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Google vs. Bing: What do you think?

Identity
Author: Mark Dixon
Wednesday, June 3, 2009
2:35 am

Thanks to Jonathan Gershater for pointing out a site provided by blackdog.ie that allows side-by-side comparison of Google and Bing search engines.

For my first test, I searched the term "Identity Management" on both engines and observed a few interesting things in the top ten results:

  • Wikipedia, that bastion of Internet truth, is the first item in the results list.
  • Oracle Identity Management was second and fifth on Bing, but was aced out by Ash’s Identity Management Rantings on Google.  Congratulations, Ash!
  • Sun Identity Management came in after Oracle on Google (an interesting fact, considering the pending merger), but alas, didn’t show up on the Bing list.
  • Both engines included Novell and Quest, but only Bing showed Microsoft.
  • The "Discovering Identity" blog didn’t make the top ten list on either site. Grrr!

Robin Wauters posted a more in-depth review in Yesterday’s Washington Post.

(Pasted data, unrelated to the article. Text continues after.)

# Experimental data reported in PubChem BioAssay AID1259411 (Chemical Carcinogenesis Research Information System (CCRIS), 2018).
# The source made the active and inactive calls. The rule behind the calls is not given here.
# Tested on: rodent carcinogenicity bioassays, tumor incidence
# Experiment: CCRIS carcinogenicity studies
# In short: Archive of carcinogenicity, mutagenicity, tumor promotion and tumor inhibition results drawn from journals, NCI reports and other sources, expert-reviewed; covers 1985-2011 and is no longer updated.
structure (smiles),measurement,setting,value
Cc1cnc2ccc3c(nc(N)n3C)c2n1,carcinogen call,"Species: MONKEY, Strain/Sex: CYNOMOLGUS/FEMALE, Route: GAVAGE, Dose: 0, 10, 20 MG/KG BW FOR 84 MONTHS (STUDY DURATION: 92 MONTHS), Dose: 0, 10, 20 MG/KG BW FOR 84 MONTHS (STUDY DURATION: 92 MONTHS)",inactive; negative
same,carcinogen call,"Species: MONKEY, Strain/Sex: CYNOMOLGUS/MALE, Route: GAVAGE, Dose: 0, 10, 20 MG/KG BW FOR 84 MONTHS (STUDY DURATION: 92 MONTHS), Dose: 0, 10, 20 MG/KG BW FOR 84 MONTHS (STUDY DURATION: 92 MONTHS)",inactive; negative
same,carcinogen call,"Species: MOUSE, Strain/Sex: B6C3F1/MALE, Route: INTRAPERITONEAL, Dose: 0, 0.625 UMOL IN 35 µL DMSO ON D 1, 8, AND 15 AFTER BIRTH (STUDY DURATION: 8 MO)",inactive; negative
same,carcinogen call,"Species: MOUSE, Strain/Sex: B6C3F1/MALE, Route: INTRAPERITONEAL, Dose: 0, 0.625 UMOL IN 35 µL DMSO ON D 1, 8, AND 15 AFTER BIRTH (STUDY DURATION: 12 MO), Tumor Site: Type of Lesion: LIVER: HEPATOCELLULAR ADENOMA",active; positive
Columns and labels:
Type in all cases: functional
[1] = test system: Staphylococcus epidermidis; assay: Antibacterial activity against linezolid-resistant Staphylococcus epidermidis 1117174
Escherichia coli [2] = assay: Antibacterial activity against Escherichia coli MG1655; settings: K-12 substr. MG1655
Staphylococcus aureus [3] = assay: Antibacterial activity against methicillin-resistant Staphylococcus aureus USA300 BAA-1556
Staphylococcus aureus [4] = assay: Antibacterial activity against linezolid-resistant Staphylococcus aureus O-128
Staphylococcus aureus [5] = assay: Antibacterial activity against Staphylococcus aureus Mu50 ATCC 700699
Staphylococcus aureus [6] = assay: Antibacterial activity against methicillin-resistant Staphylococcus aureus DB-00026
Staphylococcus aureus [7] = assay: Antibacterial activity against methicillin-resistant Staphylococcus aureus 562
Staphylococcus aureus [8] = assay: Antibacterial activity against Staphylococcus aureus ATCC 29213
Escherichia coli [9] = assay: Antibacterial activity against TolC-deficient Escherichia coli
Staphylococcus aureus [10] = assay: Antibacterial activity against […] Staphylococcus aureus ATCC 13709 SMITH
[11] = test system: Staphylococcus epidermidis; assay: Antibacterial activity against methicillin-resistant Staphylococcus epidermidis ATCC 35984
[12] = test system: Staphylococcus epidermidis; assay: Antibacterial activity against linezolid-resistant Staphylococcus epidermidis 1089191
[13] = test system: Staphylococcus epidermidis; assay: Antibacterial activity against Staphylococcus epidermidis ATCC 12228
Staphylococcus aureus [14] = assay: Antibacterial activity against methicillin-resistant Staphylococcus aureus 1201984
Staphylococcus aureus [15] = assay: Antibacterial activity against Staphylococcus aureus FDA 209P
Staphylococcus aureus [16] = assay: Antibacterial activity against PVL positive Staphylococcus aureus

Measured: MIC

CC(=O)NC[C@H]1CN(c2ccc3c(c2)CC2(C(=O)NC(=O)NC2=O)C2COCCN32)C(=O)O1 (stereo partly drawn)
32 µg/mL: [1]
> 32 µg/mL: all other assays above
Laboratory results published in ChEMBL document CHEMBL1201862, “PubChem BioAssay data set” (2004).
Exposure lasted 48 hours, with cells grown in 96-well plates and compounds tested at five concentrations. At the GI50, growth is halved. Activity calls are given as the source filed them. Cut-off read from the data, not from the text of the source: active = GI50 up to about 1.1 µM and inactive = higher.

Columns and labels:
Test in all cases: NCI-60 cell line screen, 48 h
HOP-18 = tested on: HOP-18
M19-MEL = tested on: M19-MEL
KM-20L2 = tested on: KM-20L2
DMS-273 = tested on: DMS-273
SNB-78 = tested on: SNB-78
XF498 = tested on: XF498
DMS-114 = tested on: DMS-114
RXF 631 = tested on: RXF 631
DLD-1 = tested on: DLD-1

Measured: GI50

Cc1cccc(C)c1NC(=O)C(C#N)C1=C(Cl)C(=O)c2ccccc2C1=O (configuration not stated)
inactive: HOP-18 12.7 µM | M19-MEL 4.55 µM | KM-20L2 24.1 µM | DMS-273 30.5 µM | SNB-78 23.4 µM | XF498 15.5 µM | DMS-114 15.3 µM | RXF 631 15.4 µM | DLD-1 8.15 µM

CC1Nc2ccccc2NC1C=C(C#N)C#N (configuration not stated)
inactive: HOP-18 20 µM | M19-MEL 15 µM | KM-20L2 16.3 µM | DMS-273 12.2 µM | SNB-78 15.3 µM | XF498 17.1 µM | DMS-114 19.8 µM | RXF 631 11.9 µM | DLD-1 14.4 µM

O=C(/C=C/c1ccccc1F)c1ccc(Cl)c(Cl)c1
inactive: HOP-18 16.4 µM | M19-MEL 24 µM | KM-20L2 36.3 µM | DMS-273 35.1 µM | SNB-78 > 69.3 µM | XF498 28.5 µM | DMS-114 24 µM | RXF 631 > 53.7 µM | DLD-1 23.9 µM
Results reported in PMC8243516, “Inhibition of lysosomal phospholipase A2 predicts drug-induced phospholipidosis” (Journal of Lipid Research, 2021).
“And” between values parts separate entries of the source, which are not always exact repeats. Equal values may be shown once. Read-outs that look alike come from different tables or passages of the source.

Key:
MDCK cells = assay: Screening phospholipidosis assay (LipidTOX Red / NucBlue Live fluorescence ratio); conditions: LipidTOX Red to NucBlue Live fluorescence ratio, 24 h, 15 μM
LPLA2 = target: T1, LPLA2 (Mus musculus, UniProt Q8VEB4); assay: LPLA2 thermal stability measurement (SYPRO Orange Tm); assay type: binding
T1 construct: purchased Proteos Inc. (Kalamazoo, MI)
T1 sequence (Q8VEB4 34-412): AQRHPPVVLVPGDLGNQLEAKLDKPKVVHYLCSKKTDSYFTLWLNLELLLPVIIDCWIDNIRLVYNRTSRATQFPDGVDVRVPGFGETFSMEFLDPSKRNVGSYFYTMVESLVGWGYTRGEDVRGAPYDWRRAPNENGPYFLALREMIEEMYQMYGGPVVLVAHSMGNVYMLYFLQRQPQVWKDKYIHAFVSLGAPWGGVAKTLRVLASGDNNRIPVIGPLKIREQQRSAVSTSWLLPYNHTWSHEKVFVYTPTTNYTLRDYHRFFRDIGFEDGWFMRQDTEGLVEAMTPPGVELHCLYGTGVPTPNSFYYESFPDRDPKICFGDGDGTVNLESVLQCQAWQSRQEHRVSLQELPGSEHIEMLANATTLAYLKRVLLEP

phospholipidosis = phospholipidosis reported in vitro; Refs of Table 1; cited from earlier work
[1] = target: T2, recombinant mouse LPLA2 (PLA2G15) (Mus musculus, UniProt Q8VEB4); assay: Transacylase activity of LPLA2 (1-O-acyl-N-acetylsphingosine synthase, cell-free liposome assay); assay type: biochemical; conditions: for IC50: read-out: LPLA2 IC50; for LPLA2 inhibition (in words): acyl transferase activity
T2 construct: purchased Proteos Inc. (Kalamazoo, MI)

I suppose these and other inconsistencies will keep Search Engine Optimization experts on their toes as Microsoft tries to mount a serious challenge to Google’s search supremacy.

By the way, with its picturesque mountain landscape, you’ve got to admit that Bing wins the search engine beauty contest.

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13 Responses to “Google vs. Bing: What do you think?”

    I don’t get any blogs on the first page on either Bing or Google when I search for identity management. Wikipedia is 1st, then 2 Oracles, then Sun. Novell and Quest further down the list (still 1st page). Maybe you’re using the Google personalization feature?

    Comment by Jake Kutagiri on June 3, 2009 at 8:58 am

    I tried it again. Google still lists "Ash’s Identity Management Rantings"
    (identityman.blogspot.com) in the number two position. I’m not aware that I have Google personalized in any way. Interesting …

    Comment by Mark Dixon on June 3, 2009 at 11:19 am

    Thanks Mark!